Rick remem­bered those pained phone calls from that orig­i­nal missed pay­roll and want­ed Atlas to be entire­ly focused on the employ­ee expe­ri­ence. First, it need­ed to work, which includ­ed find­ing out how to do busi­ness in these dif­fer­ent coun­tries, how their social secu­ri­ty and pen­sions worked and how to move mon­ey with­out penal­ties. Then they need­ed to track what was cus­tom­ary (expect­ed in a giv­en coun­try or cul­ture) and what was statu­to­ry (required by law). These stan­dards had to be incor­po­rat­ed as well. Once these process­es were dis­cov­ered, they need­ed to be stream­lined. That’s been Atlas’ for­mu­la from the start until the present day.

When a com­pa­ny part­ners with us,” Rick says, we’re help­ing them cre­ate and be part of the over­all cul­ture they’re look­ing to estab­lish by being a com­pet­i­tive employ­er in that mar­ket. One of the pieces of the puz­zle is how to make things sim­pler for every­one.” Rick fig­ures that Atlas is doing its job if its clients are free to focus on grow­ing their busi­ness instead of wor­ry­ing about pay­roll, ben­e­fits and compliance.

Practicing What You Preach

Atlas is an Amer­i­can com­pa­ny but it oper­ates in over 160 coun­tries and sup­ports 98 lan­guages. That means that the ser­vice it pro­vides to oth­er coun­tries is a ser­vice it needs itself: mak­ing sure that it can sup­port its 500 world­wide employ­ees in their respec­tive cul­tures and time zones. That includes hav­ing an employ­ee rela­tion­ship coor­di­na­tor” in the time zone and coun­try of a giv­en employ­ee that can speak the lan­guage and nav­i­gate the spe­cial vocab­u­lary of pay and benefits.

This also means that Atlas is putting com­pa­ny lead­er­ship in these regions. These lead­ers are sit­ting at exec­u­tive-lev­el meet­ings to sup­port glob­al expansion.

Give Feedback

Rick views the build­ing of Atlas as an ongo­ing process. His staff are used to him quot­ing his grand­moth­er: A closed mouth nev­er gets fed.” He wants his team mem­bers to feel that their voic­es are impor­tant and that if they don’t speak up, noth­ing that’s bro­ken can be fixed.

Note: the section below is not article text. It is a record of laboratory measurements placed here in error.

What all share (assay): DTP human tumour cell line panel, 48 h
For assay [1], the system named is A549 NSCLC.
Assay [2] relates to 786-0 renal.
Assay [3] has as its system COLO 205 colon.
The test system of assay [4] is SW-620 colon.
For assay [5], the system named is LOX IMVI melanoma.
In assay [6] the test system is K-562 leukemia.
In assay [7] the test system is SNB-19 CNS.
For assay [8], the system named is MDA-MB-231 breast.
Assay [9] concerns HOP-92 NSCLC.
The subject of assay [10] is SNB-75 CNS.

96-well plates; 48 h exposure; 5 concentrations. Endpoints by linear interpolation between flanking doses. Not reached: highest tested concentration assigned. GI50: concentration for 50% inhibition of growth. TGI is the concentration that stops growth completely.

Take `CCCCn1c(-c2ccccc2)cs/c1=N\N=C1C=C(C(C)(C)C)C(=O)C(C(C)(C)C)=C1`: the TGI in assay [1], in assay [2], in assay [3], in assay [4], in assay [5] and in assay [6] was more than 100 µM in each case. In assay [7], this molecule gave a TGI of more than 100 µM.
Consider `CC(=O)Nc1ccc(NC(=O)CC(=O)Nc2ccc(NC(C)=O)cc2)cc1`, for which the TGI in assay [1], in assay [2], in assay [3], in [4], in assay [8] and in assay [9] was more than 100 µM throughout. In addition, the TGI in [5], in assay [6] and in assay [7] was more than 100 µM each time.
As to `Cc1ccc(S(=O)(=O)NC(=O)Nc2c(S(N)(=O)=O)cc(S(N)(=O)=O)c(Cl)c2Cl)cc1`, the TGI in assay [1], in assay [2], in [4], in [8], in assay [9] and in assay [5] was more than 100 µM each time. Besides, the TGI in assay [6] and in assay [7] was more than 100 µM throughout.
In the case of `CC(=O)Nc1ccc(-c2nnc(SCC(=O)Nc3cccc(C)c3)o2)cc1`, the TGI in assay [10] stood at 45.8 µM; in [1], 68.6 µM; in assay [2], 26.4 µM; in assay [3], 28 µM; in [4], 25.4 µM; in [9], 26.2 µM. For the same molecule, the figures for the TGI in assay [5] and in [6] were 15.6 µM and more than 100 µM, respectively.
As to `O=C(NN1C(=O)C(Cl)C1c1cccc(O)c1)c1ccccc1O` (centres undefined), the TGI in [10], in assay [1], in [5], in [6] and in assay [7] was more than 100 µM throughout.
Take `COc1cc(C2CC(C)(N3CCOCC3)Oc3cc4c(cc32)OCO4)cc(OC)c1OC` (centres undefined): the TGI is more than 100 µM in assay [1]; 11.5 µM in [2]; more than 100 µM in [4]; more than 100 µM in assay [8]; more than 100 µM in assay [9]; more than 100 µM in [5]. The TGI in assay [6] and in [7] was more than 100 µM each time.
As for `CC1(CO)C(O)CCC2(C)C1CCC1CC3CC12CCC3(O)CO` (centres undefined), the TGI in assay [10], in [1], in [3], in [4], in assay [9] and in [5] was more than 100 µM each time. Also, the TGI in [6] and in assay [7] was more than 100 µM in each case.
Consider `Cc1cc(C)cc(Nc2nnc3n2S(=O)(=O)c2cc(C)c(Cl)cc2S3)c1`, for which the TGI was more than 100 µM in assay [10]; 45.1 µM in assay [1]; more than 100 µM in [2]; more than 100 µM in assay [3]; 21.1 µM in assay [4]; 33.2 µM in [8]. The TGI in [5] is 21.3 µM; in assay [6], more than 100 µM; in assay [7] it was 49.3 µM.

Anoth­er aspect of hear­ing those voic­es is hear­ing con­vic­tion and diver­si­ty. If we have 100 dif­fer­ent ideas, we want to hear some real pas­sion behind those 100 ideas, even if we only end up going with 10.”

Anoth­er quote Rick ref­er­ences often is, If you think you’re doing your best, do the best to some­one bet­ter.” Beware of being stuck with­in lim­it­ing beliefs. When you believe in your­self, you believe that there’s an oppor­tu­ni­ty to be suc­cess­ful and you’re going to push your­self to the limit.

Rick shared a sto­ry about a famous exper­i­ment with mice in which they were put in water to test how long they would swim before get­ting out. Some mice died after a giv­en peri­od but those that were pulled out after 15 min­utes, dried off and then put back in the water, those mice kept swim­ming for 17 hours! They had remem­bered that if they swam they would get rescued.

Rick believes it’s the job of lead­er­ship to let teams know that even though they may feel that they are at their lim­its, they were hired because of their poten­tial. They have the capa­bil­i­ty to keep swim­ming.” By bring­ing this out in their staff, by push­ing them, Atlas lead­er­ship wants to show them what it takes to be the best to some­one better.

Check Out the Full Episode

Learn more about build­ing a bet­ter employ­ee expe­ri­ence with Rick by lis­ten­ing to our full inter­view on Apple or Spo­ti­fy.